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Case study 19: Using research nodes to support Master’s students, Uppsala University, Sweden

Overview

Master’s students are supported by inclusion into the institution’s research teams. Research supports students since students support current research at the institution. Furthermore, students are organised in research nodes wherein several researchers, from different departments, hold meetings concerning a common study area to share and discuss different disciplines’ work on a similar topic. The Node is organised and quality assured by a researcher, but most activities and communication is conducted with, and by, students. Students are the Node’s resource both for its organisation and for the individual research projects conducted within its framework.

NB: Master’s students in Sweden study for two years. In the first year, they primarily study courses, whilst the second is more focused on the dissertation, which encompasses between 30-60 credits (ECTS) of which 45 is the standard size (approximately 9 months of research). Although the students do not have courses in dissertation work until the second year, they are expected to work on it, and hold meetings with their supervisor from Day 1.

Keywords

Students as resource, student participation, master class, research node

Describe, briefly, the activity/initiative/practice

Master’s students are increasingly enrolled in master’s programmes and through these are connected to a research group, called Node. The Node provides selected master’s students and researchers the opportunity for joint research, supervision and teaching as well as connection to international networks.

A node is focused on a particular research area or topic which several departments, programmes and researchers share. This node, Mind and Nature (2013), studies the relationships between individuals, society and the environment in the form of spatial and temporal analyses. The aim is to understand the interaction between humans and the environment in history and contemporary times. Also, the node updates the research community with developments in technical skills, e.g. through software-workshops, primarily in the GIS-labs.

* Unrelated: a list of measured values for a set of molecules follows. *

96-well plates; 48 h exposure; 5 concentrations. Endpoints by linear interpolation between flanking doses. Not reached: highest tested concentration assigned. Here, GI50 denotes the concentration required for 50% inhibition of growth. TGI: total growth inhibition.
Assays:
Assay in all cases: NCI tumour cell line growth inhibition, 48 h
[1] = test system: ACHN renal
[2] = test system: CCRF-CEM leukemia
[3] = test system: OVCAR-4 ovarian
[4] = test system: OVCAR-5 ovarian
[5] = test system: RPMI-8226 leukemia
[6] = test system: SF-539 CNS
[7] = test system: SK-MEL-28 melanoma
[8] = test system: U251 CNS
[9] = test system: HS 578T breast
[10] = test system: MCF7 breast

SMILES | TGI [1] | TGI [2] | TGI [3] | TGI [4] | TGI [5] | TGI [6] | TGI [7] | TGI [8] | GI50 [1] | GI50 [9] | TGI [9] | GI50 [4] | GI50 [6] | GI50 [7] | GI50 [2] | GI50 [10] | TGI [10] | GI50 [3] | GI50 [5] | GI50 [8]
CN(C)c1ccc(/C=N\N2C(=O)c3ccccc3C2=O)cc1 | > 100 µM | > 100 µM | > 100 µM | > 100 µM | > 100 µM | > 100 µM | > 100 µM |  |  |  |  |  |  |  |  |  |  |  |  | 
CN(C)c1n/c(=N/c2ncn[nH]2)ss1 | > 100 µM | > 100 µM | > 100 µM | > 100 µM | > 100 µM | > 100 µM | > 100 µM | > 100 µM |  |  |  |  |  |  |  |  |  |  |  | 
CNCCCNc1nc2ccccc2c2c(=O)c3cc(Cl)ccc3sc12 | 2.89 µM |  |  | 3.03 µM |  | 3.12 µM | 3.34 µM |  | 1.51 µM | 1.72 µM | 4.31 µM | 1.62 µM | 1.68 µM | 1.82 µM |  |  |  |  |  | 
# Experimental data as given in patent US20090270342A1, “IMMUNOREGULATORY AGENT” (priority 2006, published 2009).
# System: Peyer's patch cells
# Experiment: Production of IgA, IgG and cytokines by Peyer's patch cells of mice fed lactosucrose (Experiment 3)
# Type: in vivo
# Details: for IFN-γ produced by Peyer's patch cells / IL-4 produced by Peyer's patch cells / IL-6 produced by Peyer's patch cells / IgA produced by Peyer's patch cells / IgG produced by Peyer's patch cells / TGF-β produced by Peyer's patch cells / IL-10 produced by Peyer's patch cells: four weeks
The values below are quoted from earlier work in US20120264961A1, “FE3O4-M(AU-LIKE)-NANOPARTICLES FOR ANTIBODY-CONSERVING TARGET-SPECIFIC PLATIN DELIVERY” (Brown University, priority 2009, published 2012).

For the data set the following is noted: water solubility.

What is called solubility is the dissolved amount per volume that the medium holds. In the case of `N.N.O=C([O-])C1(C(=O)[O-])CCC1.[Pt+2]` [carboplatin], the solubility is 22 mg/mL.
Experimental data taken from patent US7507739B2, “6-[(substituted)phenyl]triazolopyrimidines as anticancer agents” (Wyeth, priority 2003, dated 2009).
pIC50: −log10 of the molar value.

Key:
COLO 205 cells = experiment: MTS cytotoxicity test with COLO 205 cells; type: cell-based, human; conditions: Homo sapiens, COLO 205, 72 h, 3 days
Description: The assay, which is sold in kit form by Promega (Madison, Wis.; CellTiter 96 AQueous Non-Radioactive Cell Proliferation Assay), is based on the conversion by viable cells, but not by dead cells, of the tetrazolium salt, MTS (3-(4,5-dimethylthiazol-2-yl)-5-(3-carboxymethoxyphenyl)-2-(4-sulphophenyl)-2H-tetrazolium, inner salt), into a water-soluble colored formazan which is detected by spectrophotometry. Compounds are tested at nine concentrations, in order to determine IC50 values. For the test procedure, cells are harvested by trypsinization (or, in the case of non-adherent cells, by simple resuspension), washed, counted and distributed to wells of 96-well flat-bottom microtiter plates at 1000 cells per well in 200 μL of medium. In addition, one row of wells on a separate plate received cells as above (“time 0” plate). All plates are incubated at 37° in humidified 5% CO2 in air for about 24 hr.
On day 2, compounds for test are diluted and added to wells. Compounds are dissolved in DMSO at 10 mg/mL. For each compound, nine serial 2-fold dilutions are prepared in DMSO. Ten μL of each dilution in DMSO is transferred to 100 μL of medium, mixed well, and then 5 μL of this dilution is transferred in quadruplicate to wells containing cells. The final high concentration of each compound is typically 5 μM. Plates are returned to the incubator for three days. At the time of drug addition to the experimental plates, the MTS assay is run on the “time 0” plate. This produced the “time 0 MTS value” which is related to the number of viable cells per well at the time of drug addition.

By recruiting selected students to the node, researchers are able to include master’s students in their own research. The student’s dissertation topic is framed according to the current research topic of the researcher, who serves as supervisor. The student thus becomes involved in up-to-date research projects and the supervisor is enabled to invest teaching and tutoring effort in the master’s student who by her/his own studies supports the work of the researcher.

The Node is organised and quality assured by a researcher, but most activities and communication is conducted through reliance on student participation. Students decide on which workshops, lecturers and literature readings would be beneficial to them within the framework of the node. Students are the Node’s resource, both for its organisation and for the individual research conducted within its framework. As the researchers keep the node updated with state of the art research projects, so the master’s students’ organisation of its activities keep the node adapted to current needs. Students are also involved in mentoring new, and prospective, master’s students, e.g. in workshops, lab-work, reading.

Apart from this, the node has quarterly meetings in which the research area is discussed from different vantage points of the departments, programmes and networks involved in it, allowing current projects to have updates on relevant research fields and new collaborations to take form.

What is the background/context to the activity/initiative/practice?

Through the Bologna Process, Uppsala University has set out to create master’s programmes with international outreach and a defined plan for retention, quality and professionalism. For this purpose, the nodes were created as a means for researchers and students of different disciplines but dealing with similar questions, to meet and collaborate.

For the node Mind and Nature, there are several departments involved: Department of  Archival Science, Library & Information Science, and Museum & Heritage Studies (ALM), Department of Archaeology & Ancient History, Centre for Gender Research, Department of Art History, Department of History of Science and ideas, The Hugo Valentin Centre and Department of Cultural Anthroplogy and Ethnology.

Along with these are the master’s programmes in ALM, global environmental history, Holocaust and Genocide Studies as well as several international networks and Swedish universities engaged in similar topics and questions.

What made/makes it “masters” level?

The node allows students to become involved in state of the art research and contribute directly to the researchers involved in their intellectual adolescence. Researchers support students since students support current research at the institution.